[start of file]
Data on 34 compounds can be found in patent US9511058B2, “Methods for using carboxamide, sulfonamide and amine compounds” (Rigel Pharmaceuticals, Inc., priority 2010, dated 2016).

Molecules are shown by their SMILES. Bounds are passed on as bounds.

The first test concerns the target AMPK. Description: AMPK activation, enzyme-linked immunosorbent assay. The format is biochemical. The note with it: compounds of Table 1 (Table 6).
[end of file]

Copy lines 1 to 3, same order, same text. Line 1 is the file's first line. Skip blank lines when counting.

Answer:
Data on 34 compounds can be found in patent US9511058B2, “Methods for using carboxamide, sulfonamide and amine compounds” (Rigel Pharmaceuticals, Inc., priority 2010, dated 2016).

Molecules are shown by their SMILES. Bounds are passed on as bounds.

The first test concerns the target AMPK. Description: AMPK activation, enzyme-linked immunosorbent assay. The format is biochemical. The note with it: compounds of Table 1 (Table 6).